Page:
A series of surveys into consumer and business confidence in Qatar have delivered some mixed messages, suggesting a degree of unease on the part of the public over the short-term future, despite the underlying strength of the country's economy.
A recent index of consumer confidence by MasterCard Worldwide found that consumer confidence remains strong, suggesting faith in the performance of the economy for the next six months.
The survey covered five main topics: employment, economy, regular income, stock market and quality of life, with a score over 50 indicating a positive outlook. Overall, respondents indicated a high level of confidence, with the average score at 88.6 points, and the results for the employment section of the survey topping out at 98.8. Across the region, Qatar ranked second, behind Kuwait, in the consumer confidence index.
The only negative feedback came from the stock market outlook. Though the score of 63 points put the confidence rating in the Qatar bourse in the 'somewhat optimistic' category, it is somewhat at odds with the 91.4 points the economy as a whole rated.
According to Shaun K Rashid, MasterCard Worldwide's senior business leader for the Middle East and the Levant, Qatar's strong development as a market had prompted the company to include it in the survey.
However, the survey did not directly take into account inflation, which rose to 14.75% in March.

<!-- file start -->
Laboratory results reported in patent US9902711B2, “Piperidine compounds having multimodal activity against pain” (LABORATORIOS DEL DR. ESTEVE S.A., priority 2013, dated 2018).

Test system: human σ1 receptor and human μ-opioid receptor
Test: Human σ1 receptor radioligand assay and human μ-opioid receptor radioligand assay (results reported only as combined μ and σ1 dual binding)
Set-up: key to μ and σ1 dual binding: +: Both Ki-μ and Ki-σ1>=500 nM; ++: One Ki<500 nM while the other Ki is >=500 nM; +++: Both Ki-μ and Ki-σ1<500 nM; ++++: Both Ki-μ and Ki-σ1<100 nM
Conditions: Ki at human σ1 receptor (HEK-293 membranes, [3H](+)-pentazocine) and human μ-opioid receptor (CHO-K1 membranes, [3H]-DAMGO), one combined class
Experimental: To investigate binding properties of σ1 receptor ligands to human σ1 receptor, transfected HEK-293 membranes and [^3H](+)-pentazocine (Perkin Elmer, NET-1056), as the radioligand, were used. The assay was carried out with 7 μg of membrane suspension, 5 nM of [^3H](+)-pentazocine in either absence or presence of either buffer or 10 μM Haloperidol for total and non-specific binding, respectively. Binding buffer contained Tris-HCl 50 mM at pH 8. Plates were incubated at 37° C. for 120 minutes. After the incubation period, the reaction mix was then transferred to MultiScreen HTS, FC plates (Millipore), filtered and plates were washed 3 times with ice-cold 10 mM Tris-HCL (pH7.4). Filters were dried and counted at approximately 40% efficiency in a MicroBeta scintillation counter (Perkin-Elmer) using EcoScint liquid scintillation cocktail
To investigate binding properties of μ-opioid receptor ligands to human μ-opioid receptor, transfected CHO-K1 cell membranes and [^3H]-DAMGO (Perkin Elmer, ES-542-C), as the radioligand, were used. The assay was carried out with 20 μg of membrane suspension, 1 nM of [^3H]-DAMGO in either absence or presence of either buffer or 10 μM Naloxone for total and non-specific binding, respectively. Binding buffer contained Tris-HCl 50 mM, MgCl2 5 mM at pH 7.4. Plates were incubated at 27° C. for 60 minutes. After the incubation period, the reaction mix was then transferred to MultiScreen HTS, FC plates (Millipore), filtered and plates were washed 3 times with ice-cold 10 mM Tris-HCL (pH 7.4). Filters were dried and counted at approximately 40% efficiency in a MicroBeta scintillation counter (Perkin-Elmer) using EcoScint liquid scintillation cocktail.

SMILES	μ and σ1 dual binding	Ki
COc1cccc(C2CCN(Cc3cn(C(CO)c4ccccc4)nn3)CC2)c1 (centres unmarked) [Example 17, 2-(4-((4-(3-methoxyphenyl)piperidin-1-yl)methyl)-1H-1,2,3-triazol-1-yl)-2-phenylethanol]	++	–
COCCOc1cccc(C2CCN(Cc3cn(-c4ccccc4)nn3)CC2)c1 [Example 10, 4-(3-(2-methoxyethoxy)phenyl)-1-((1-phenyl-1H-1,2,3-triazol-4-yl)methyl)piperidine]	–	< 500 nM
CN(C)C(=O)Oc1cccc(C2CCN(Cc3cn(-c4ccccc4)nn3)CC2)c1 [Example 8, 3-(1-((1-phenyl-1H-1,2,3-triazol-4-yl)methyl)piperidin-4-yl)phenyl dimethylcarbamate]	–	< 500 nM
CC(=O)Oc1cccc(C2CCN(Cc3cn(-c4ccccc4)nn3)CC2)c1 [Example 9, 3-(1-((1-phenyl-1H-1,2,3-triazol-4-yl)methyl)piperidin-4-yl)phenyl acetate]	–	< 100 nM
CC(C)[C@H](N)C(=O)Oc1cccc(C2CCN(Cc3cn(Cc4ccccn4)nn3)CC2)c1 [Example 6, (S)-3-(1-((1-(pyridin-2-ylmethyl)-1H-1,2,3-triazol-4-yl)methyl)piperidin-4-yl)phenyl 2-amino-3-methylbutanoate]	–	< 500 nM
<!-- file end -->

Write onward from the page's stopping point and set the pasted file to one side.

According to another study released in early June, consumer confidence in Qatar fell sharply in the first five months of 2008, declining from 88.6 points in January to 82 points in May.
Concerns over inflation and standards of living were strongly reflected in the results, with 59% of respondents saying their wages have not kept pace with rising prices. There were also worries that the employment market was getting tighter, with just 58% saying they were optimistic over the availability of new jobs, down from the 65% registered in the previous study, carried out in January 2008.
Qatar also recorded one of the biggest drops in consumer expectations and optimism across the region, with this segment of the survey showing an 11 points decline.
Just 28% of Qataris surveyed said the country's economy was better than six months ago, while 36% said the situation has worsened and 25% believe there has been no change.
This fall in confidence could have a direct impact on the economy, with consumers becoming more cautious in their spending habits. One of the possible knock-on effects of sliding consumer confidence could be pressure on premium brands, as shoppers look to reduce their spending, according to Nassim Ghrayeb, research firm YouGovSiraj's chief executive officer.
In contrast, a survey by HSBC published on June 22 showed Qatar topping the Bank's Gulf business confidence index table in terms of optimism for the immediate future, with an index rating of 109.1 points, well above the regional average of 94 points.
According to Keith Bradley, the head of commercial banking for HSBC in the Middle East, the mood of confidence and the expectations of growth among the region's small and medium-sized enterprises were significant.
"In terms of turnover, staffing levels, and growth prospects, the region's businesses are in expansion mode," he said.
Though Qatar's consumers may be worried about the economic prospects for the future, clearly their employers are not.
The economy may have expanded at its slowest rate since 2003, but it still grew by 12.5% and Qatar's economy remains one of the fastest growing in the region. While less optimistic for the short-term future, the general public's fears may be misplaced.
In any case, with such divergent results from a variety of surveys, the public can pick which set of figures it wants to believe.